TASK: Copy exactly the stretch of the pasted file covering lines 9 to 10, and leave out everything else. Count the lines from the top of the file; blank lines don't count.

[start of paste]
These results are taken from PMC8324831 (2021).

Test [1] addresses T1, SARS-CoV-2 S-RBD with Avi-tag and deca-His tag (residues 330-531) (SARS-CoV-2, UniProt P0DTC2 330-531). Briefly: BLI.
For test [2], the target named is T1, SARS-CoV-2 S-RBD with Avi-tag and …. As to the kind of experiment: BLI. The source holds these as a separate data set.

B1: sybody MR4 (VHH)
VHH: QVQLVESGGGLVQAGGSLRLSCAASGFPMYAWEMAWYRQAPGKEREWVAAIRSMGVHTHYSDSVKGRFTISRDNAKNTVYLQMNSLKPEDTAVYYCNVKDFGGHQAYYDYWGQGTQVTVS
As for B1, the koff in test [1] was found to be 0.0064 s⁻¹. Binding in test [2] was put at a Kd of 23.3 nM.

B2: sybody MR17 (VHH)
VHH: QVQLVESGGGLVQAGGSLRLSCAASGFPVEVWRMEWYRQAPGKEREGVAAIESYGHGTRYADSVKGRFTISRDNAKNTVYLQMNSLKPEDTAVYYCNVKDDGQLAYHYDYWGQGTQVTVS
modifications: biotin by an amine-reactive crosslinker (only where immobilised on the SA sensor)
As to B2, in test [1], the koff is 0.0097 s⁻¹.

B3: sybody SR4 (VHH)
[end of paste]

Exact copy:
modifications: biotin by an amine-reactive crosslinker (only where immobilised on the SA sensor)
As to B2, in test [1], the koff is 0.0097 s⁻¹.